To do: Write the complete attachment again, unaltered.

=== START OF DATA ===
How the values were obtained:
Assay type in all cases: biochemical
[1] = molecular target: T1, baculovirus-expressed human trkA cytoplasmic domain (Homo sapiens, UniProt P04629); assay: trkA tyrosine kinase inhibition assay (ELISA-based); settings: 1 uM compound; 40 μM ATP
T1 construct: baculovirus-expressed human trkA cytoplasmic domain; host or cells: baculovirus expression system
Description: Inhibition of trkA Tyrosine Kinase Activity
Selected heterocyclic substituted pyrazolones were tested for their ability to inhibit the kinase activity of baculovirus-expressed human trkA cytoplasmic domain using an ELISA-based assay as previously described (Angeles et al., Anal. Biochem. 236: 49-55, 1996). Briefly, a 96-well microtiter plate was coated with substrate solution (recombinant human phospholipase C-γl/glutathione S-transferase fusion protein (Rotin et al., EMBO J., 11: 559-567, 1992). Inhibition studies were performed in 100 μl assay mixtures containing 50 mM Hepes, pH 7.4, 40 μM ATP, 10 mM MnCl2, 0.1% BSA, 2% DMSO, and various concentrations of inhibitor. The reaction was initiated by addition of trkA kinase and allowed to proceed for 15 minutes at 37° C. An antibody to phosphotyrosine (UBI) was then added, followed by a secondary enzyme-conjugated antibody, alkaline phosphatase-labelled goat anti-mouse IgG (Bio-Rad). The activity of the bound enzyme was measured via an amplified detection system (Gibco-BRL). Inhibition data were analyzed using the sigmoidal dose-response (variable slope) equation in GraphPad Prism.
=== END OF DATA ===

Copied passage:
How the values were obtained:
Assay type in all cases: biochemical
[1] = molecular target: T1, baculovirus-expressed human trkA cytoplasmic domain (Homo sapiens, UniProt P04629); assay: trkA tyrosine kinase inhibition assay (ELISA-based); settings: 1 uM compound; 40 μM ATP
T1 construct: baculovirus-expressed human trkA cytoplasmic domain; host or cells: baculovirus expression system
Description: Inhibition of trkA Tyrosine Kinase Activity
Selected heterocyclic substituted pyrazolones were tested for their ability to inhibit the kinase activity of baculovirus-expressed human trkA cytoplasmic domain using an ELISA-based assay as previously described (Angeles et al., Anal. Biochem. 236: 49-55, 1996). Briefly, a 96-well microtiter plate was coated with substrate solution (recombinant human phospholipase C-γl/glutathione S-transferase fusion protein (Rotin et al., EMBO J., 11: 559-567, 1992). Inhibition studies were performed in 100 μl assay mixtures containing 50 mM Hepes, pH 7.4, 40 μM ATP, 10 mM MnCl2, 0.1% BSA, 2% DMSO, and various concentrations of inhibitor. The reaction was initiated by addition of trkA kinase and allowed to proceed for 15 minutes at 37° C. An antibody to phosphotyrosine (UBI) was then added, followed by a secondary enzyme-conjugated antibody, alkaline phosphatase-labelled goat anti-mouse IgG (Bio-Rad). The activity of the bound enzyme was measured via an amplified detection system (Gibco-BRL). Inhibition data were analyzed using the sigmoidal dose-response (variable slope) equation in GraphPad Prism.